Wednesday, September 03, 2014




Victoria County to study air service

By Melissa Crowe
July 22, 2013 at 7:22 a.m.
Updated July 23, 2013 at 7:23 a.m.


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With more than a year remaining on the federal subsidy contract with Sun Air International, Victoria County Commissioners are planning how to market the community to attract a new airline.

The court approved a $39,500 agreement Monday with Seabury Airline Planning for a study of Victoria's flying future.

County Judge Don Pozzi said the need came up from problems with Sun Air, including the size of planes, problems with luggage and ground problems at the Houston airport. Pozzi also said he wants to look at flights to other destinations and perhaps a flight from Victoria to Dallas.

"In addition to giving us the necessary information, we hope in time it will be a valuable marketing tool," Pozzi said.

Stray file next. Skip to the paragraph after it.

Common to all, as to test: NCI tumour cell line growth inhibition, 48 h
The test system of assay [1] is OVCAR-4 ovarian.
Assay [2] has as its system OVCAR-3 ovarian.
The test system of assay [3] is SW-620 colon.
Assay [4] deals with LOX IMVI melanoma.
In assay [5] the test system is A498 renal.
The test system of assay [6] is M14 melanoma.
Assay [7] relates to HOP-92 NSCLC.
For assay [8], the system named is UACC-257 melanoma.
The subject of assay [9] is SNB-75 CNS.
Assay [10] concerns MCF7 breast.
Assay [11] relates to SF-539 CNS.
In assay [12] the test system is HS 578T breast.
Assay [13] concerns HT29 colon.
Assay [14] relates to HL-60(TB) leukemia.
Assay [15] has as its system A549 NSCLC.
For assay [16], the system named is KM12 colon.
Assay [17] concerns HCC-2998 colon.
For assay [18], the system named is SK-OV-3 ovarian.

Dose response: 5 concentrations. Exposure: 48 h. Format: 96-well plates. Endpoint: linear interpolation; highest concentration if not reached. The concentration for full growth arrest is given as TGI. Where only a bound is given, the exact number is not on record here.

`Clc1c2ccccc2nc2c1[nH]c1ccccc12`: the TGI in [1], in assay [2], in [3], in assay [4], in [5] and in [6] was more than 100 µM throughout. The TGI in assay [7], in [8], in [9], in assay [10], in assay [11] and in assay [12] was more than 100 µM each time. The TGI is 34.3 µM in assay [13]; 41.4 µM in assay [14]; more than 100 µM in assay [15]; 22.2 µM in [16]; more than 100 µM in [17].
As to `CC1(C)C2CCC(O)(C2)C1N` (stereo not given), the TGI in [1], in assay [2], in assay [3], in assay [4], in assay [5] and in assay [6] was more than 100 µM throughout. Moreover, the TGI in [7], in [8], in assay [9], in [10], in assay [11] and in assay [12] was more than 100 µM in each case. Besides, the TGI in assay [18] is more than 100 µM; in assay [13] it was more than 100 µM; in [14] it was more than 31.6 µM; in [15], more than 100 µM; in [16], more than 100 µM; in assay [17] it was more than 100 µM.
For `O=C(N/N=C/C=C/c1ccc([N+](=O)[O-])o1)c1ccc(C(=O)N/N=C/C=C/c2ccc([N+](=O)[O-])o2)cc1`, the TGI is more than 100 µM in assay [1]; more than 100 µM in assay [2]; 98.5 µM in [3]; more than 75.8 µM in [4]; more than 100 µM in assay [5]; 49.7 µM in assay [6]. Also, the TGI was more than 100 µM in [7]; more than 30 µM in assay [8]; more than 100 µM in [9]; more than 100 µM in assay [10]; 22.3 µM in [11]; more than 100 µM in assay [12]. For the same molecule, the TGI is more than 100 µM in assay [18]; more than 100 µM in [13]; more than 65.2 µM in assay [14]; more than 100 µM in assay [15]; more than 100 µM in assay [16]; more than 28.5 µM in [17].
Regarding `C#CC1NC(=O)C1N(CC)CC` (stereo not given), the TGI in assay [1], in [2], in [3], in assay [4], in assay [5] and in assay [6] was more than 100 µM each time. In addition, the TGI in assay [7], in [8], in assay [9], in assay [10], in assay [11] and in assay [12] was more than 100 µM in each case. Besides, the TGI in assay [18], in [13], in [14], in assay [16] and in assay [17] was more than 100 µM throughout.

Victoria City Council has given a verbal commitment to cover 30 percent of the study's cost. The county will pay for the remainder.

At a previous City Council meeting, Victoria Economic Development Director Dale Fowler said he hopes the study shows Victoria's market can sustain a "more viable, more substantial air service."

Seabury will look at the county's economic and demographic trends; travel patterns, including passenger volumes and fares; travelers' current drive times and desired airline amenities; Victoria Regional Airport's current infrastructure; annual cost to provide service to Victoria and air service incentives.

Commissioner Clint Ives said the study will be a recruitment tool.

"Hopefully, we can bring a major airline into Victoria County again," he said.

Victoria lost its major air carrier through Colgan Air, a subsidiary of Continental Airlines, when Continental merged with United Airlines.

Colgan started flying to and from Victoria in June 2005 and took its last flight in June 2012.

At this point, the only way Victoria can provide commercial air service is through a federal Essential Air Service contract, Ives said.

The study is expected to be complete in eight weeks.

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